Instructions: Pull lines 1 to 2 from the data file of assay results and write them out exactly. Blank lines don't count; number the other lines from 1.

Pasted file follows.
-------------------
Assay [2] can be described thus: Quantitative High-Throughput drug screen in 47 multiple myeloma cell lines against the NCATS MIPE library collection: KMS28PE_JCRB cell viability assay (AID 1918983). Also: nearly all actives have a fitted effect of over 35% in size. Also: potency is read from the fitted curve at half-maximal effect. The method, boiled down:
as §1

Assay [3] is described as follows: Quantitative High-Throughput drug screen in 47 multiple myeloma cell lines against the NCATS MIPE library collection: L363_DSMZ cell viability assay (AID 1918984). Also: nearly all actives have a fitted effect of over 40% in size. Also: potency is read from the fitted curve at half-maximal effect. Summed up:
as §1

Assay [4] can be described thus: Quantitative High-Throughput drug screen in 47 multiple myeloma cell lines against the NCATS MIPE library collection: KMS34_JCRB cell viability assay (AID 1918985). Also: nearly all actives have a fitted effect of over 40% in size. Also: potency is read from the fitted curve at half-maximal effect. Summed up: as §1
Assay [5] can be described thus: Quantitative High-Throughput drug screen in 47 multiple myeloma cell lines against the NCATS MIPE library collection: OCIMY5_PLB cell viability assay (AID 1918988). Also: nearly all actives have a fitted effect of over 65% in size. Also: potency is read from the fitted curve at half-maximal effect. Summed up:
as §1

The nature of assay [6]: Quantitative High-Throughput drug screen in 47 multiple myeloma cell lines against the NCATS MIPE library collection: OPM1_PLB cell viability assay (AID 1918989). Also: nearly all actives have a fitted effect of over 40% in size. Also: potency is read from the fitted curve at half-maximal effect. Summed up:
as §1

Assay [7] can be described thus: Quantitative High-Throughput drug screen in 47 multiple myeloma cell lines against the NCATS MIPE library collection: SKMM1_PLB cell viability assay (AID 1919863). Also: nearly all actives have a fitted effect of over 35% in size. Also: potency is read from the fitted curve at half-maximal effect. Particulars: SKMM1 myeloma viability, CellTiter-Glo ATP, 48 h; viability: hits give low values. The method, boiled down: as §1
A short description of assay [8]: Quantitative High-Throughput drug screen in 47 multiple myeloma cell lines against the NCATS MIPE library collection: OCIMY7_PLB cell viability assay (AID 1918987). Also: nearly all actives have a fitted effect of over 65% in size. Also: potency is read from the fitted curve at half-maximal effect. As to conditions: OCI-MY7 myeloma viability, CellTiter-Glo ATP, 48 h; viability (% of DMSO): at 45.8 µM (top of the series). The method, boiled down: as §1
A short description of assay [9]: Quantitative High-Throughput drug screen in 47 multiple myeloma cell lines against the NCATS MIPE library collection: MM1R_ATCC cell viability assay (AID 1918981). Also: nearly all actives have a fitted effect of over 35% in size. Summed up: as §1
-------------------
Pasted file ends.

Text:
Assay [2] can be described thus: Quantitative High-Throughput drug screen in 47 multiple myeloma cell lines against the NCATS MIPE library collection: KMS28PE_JCRB cell viability assay (AID 1918983). Also: nearly all actives have a fitted effect of over 35% in size. Also: potency is read from the fitted curve at half-maximal effect. The method, boiled down:
as §1